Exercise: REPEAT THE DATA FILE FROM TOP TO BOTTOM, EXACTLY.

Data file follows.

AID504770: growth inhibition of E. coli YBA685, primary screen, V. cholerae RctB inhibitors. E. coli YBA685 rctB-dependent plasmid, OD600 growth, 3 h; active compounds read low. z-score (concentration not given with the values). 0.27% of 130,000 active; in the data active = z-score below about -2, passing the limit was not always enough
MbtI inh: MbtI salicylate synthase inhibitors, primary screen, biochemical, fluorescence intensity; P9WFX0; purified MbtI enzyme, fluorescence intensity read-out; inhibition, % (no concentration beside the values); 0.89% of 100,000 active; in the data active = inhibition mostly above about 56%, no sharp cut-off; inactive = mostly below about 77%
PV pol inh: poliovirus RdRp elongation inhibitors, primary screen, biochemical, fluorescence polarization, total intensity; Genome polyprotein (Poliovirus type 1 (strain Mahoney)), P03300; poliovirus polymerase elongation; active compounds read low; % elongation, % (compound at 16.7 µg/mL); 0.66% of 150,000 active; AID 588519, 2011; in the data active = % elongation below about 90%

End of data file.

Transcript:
AID504770: growth inhibition of E. coli YBA685, primary screen, V. cholerae RctB inhibitors. E. coli YBA685 rctB-dependent plasmid, OD600 growth, 3 h; active compounds read low. z-score (concentration not given with the values). 0.27% of 130,000 active; in the data active = z-score below about -2, passing the limit was not always enough
MbtI inh: MbtI salicylate synthase inhibitors, primary screen, biochemical, fluorescence intensity; P9WFX0; purified MbtI enzyme, fluorescence intensity read-out; inhibition, % (no concentration beside the values); 0.89% of 100,000 active; in the data active = inhibition mostly above about 56%, no sharp cut-off; inactive = mostly below about 77%
PV pol inh: poliovirus RdRp elongation inhibitors, primary screen, biochemical, fluorescence polarization, total intensity; Genome polyprotein (Poliovirus type 1 (strain Mahoney)), P03300; poliovirus polymerase elongation; active compounds read low; % elongation, % (compound at 16.7 µg/mL); 0.66% of 150,000 active; AID 588519, 2011; in the data active = % elongation below about 90%